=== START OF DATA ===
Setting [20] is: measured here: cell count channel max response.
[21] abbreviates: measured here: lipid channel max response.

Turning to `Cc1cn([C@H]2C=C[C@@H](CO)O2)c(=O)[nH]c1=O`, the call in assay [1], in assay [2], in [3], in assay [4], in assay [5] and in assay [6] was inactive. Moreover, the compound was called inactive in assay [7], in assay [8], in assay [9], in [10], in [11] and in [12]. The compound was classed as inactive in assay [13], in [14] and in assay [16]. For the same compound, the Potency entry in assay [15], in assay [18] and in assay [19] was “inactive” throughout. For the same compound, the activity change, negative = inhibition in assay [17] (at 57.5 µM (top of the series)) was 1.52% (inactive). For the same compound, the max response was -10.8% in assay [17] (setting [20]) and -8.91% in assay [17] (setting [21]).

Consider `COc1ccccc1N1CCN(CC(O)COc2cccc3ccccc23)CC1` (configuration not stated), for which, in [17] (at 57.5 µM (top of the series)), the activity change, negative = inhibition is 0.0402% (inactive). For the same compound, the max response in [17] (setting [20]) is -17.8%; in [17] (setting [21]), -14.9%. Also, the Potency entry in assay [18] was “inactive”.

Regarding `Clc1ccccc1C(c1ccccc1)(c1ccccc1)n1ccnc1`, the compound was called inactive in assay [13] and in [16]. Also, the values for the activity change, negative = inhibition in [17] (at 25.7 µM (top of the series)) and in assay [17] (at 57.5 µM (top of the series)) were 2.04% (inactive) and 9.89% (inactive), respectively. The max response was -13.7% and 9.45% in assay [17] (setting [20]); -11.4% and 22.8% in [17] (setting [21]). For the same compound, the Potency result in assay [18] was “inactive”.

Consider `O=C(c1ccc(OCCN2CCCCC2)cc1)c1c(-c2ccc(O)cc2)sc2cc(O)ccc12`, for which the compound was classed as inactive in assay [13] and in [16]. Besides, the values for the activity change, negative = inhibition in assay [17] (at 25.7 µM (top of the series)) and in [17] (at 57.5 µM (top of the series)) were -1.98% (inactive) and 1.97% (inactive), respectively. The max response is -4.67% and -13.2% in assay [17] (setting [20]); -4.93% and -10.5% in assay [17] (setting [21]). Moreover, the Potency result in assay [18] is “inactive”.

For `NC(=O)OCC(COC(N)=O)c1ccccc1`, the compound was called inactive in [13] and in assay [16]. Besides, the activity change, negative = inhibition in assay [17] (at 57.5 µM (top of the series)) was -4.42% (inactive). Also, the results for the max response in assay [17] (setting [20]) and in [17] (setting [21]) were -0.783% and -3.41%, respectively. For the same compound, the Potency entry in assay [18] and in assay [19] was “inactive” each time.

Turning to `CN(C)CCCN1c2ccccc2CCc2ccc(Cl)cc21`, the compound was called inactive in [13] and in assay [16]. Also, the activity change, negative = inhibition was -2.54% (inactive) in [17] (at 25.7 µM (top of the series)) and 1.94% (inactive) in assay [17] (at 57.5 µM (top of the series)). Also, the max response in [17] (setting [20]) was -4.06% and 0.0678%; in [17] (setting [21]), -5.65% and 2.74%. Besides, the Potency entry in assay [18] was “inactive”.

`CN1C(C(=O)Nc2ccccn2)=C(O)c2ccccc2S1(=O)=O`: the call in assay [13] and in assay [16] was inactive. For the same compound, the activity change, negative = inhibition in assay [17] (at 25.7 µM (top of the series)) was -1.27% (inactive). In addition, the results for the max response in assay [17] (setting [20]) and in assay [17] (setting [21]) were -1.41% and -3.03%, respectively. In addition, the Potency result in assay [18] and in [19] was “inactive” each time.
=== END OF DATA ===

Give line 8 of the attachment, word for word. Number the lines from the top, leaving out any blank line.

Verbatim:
Turning to `CN(C)CCCN1c2ccccc2CCc2ccc(Cl)cc21`, the compound was called inactive in [13] and in assay [16]. Also, the activity change, negative = inhibition was -2.54% (inactive) in [17] (at 25.7 µM (top of the series)) and 1.94% (inactive) in assay [17] (at 57.5 µM (top of the series)). Also, the max response in [17] (setting [20]) was -4.06% and 0.0678%; in [17] (setting [21]), -5.65% and 2.74%. Besides, the Potency entry in assay [18] was “inactive”.